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EDITED BY BRUCE D. NORDWALL

EDITED BY BRUCE D. NORDWALL
Articles
BRATISLAVA, SLOVAKIA, WILL GET THE SECOND 

BRATISLAVA, SLOVAKIA, WILL GET THE SECOND national military command-and-control center in Eastern Europe that will be fully compatible with U.S. and NATO systems. Northrop Grumman is building the center under contract from the Air Force Electronic Systems Command at Hanscom AFB, Mass. Operation is slated to begin in March 2005. Military commanders will receive read-only feeds of radar data from the air sovereignty operations center and will be able to customize the system for civil emergencies as well.

AIR TRAFFIC CONTROLLERS' ABILITY TO PREDICT 

AIR TRAFFIC CONTROLLERS' ABILITY TO PREDICT exactly when severe weather will move into an airport or approach path should improve significantly when a new software tool is added to the Integrated Terminal Weather System. ITWS, which is operational at six airports, with seven more pending in 2005, currently predicts 20 min. ahead. With the new software, controllers will be able to look an hour ahead and see storm location and size, accurate to within 10 min. or 10 mi. They will also be able to differentiate three levels of snow or rain, from heavy to light.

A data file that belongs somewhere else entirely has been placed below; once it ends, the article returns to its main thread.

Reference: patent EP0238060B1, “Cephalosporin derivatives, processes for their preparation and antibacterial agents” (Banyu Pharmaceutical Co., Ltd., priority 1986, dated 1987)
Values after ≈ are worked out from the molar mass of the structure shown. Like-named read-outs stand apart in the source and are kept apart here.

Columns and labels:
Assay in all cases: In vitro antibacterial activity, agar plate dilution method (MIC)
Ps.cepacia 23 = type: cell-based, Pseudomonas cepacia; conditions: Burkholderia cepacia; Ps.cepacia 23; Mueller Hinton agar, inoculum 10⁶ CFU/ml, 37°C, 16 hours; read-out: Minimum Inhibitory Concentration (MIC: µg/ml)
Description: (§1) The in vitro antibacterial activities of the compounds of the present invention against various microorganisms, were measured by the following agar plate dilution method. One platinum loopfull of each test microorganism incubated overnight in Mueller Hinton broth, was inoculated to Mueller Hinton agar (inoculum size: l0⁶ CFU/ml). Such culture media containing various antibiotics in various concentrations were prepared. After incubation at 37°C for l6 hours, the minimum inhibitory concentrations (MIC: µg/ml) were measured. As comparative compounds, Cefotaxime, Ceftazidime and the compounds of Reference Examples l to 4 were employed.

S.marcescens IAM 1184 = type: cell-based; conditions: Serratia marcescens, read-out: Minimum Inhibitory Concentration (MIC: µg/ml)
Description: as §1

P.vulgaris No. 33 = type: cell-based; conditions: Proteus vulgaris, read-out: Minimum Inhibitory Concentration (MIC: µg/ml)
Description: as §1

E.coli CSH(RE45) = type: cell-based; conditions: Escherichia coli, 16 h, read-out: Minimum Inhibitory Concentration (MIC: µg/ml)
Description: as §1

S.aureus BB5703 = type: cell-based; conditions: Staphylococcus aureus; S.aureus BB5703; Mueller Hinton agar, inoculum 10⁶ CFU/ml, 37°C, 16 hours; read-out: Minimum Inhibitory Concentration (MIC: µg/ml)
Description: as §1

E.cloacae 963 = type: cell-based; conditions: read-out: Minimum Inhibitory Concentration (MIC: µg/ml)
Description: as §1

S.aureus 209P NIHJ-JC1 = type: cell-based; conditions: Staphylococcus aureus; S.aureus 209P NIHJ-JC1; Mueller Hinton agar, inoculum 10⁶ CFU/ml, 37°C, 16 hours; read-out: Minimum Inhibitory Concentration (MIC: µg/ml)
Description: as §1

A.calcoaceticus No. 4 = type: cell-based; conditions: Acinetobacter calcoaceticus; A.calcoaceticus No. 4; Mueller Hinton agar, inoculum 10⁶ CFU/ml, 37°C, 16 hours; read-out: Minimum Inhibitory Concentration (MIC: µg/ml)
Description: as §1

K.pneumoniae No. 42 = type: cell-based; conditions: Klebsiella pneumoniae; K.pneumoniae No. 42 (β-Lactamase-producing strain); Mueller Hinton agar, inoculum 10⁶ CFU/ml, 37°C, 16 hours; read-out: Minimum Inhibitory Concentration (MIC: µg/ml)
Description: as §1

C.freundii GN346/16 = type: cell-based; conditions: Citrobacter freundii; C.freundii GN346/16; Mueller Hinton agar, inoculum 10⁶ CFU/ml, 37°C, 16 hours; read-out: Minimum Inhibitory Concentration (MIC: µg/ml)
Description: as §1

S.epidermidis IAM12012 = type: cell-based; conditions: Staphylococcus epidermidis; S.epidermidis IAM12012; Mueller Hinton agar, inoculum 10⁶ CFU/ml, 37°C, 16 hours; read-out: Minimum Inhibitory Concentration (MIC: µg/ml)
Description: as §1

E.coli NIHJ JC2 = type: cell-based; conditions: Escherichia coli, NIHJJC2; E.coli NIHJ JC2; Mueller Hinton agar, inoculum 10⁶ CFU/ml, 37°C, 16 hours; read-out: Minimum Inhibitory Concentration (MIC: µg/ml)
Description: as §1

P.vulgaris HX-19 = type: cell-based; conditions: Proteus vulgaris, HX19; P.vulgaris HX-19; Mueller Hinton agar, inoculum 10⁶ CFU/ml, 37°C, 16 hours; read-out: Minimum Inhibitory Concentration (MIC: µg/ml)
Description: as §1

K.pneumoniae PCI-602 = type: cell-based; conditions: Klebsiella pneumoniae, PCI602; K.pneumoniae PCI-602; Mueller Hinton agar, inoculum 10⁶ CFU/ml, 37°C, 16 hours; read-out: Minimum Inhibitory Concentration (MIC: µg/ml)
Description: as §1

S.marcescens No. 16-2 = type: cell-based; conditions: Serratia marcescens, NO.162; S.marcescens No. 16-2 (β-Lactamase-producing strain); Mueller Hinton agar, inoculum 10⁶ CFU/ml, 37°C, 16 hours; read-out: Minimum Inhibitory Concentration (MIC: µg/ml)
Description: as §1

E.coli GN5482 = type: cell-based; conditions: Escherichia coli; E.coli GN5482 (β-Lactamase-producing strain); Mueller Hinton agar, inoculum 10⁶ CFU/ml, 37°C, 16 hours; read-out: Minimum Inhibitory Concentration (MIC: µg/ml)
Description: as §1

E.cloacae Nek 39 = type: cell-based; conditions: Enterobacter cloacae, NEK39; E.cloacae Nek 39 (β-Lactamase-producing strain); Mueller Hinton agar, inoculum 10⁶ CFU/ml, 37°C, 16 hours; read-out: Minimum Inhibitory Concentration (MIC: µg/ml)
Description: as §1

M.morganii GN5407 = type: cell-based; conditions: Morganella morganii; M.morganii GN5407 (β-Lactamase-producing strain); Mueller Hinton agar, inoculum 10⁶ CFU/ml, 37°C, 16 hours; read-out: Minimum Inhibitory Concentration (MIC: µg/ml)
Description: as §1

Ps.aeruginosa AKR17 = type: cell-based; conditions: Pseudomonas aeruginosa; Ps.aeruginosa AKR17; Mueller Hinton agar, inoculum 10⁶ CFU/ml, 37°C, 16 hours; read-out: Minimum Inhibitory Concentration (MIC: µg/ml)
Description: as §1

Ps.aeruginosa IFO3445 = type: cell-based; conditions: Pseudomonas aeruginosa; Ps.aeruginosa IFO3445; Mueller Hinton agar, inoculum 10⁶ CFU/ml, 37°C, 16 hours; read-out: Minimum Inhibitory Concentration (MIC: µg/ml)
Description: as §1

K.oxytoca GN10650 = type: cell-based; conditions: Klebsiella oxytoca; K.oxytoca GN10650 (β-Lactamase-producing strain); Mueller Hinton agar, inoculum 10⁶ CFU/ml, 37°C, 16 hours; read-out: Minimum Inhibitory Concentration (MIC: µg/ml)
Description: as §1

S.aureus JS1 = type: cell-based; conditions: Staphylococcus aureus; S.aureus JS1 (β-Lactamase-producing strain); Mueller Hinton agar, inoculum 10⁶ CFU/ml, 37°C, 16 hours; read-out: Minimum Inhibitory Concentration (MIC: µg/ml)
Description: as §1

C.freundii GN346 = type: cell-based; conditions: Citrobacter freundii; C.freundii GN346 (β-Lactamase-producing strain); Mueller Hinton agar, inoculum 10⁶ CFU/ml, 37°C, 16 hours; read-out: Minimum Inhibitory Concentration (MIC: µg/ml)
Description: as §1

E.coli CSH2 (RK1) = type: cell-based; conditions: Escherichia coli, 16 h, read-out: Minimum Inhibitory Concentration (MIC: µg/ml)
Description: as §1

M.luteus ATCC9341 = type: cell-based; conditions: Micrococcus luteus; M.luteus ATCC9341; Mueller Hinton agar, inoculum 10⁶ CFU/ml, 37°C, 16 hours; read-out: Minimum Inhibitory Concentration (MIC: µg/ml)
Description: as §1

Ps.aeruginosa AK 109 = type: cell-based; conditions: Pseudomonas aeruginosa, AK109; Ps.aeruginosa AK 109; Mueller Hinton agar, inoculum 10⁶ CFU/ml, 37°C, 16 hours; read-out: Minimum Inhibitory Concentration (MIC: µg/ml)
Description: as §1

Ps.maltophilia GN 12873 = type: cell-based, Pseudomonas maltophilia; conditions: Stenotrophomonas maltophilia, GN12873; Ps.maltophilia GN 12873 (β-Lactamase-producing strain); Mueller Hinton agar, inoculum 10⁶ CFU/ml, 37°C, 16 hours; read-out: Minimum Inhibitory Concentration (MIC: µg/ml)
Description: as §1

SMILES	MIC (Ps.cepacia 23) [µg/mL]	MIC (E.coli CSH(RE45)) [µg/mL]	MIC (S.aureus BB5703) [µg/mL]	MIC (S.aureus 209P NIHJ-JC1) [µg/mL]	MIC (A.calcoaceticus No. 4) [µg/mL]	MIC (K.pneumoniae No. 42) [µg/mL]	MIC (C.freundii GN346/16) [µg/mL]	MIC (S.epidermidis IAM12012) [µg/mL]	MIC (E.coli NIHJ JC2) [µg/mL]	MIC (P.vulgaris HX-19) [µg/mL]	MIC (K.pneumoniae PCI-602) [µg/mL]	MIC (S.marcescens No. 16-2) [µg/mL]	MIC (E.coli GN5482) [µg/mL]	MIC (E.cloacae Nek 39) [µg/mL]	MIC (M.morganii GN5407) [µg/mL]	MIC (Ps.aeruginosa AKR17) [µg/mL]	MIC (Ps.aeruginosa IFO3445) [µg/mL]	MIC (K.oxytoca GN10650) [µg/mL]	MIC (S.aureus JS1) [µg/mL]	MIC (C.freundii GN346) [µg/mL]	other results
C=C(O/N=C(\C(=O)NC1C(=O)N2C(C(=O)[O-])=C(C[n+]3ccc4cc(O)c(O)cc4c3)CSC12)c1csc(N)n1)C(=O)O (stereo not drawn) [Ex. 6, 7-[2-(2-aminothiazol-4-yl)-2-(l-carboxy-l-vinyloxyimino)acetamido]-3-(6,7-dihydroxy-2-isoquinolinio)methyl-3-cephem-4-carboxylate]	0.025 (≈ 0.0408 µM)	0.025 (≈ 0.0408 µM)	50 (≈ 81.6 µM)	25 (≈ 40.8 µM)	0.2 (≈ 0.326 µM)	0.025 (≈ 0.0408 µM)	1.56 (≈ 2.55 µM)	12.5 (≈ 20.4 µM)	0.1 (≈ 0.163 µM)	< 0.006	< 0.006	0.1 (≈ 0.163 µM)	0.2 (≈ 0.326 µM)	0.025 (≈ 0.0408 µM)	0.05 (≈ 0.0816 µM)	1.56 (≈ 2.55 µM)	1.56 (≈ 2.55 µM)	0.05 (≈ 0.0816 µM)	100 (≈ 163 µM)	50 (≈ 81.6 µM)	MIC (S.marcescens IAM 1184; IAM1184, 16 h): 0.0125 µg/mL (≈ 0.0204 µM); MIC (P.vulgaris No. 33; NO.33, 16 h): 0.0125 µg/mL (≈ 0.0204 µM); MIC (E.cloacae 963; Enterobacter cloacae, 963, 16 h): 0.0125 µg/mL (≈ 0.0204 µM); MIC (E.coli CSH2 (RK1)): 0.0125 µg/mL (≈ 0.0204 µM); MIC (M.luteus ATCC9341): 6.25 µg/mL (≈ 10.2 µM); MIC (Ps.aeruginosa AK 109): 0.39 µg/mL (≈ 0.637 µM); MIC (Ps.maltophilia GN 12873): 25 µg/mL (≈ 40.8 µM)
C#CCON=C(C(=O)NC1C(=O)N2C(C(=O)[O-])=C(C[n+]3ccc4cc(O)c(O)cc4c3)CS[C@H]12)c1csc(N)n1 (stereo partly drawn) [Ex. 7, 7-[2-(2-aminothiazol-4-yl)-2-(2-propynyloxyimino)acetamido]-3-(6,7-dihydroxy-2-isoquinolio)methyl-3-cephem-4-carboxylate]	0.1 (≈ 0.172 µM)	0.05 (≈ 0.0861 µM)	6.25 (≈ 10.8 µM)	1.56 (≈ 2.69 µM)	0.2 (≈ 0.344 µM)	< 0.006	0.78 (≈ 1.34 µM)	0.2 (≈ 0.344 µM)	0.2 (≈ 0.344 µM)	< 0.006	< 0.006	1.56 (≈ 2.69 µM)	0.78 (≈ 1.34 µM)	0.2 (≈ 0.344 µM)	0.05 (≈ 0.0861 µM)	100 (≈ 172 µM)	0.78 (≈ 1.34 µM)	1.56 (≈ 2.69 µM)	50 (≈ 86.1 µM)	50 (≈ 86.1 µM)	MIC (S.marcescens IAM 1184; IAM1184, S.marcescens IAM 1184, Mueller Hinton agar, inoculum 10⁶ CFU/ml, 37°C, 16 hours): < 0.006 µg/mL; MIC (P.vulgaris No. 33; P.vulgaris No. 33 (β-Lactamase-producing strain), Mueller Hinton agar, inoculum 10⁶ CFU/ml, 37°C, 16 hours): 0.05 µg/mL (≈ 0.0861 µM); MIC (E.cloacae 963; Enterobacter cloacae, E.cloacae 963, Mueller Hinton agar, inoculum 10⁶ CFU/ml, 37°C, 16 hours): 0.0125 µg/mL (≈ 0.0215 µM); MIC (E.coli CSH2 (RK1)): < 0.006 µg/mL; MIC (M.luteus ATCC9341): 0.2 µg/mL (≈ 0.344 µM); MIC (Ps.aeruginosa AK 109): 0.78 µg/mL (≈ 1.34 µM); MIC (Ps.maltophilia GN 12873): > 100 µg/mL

IN THE RACE TO PRODUCE LOW-DRAG 

IN THE RACE TO PRODUCE LOW-DRAG, high-gain fuselage-mounted satcom antennas, Tecom Industries of Thousand Oaks, Calif., has an 18-lb. unit that's only 1.6 in. high, 12 in. wide and 28 in. long. The beam-steering unit is housed within the HGA-9000 antenna and delivers higher data-rate and lower angle coverage than existing Aero-H antennas, according to Tecom. The high-gain phased-array antenna is compatible with Inmarsat's Aero-H/H+ and Swift 64 services that provide cockpit and passenger voice, passenger fax, news and weather broadcasts and PC data.

AT THE FAA'S AND AIR TRANSPORT ASSN.'S 

AT THE FAA'S AND AIR TRANSPORT ASSN.'S request, the RTCA is launching an investigation into the danger posed by portable electronic devices (PEDs)--particularly cell phones and other transmitting devices--to aircraft systems. A previous review was conducted in 1996 (AW&ST Sept. 9, 1996, p. 82). The challenge will be to develop a process that can be applied to a wide variety of equipment, including ultrawideband devices, transmitting personal digital assistants, pico-cell networks for cell phones, wireless medical devices and RFIDs.

LITHIUM ION BATTERIES PRODUCED BY SAFT 

LITHIUM ION BATTERIES PRODUCED BY SAFT in Bordeaux, France, are replacing traditional nickel hydrogen ones in some satellites and UAVs. Li-ion batteries are 30% lighter than nickel hydrogen ones, take less space, generate less heat and give more power. The nickel hydrogen batteries being replaced weigh nearly 600 lb., roughly one-quarter of the satellite's weight. Eutelsat W3A, launched in March, was the first to use li-ion batteries. Hispasat's Amazonas telecom and broadcast satellite followed in August.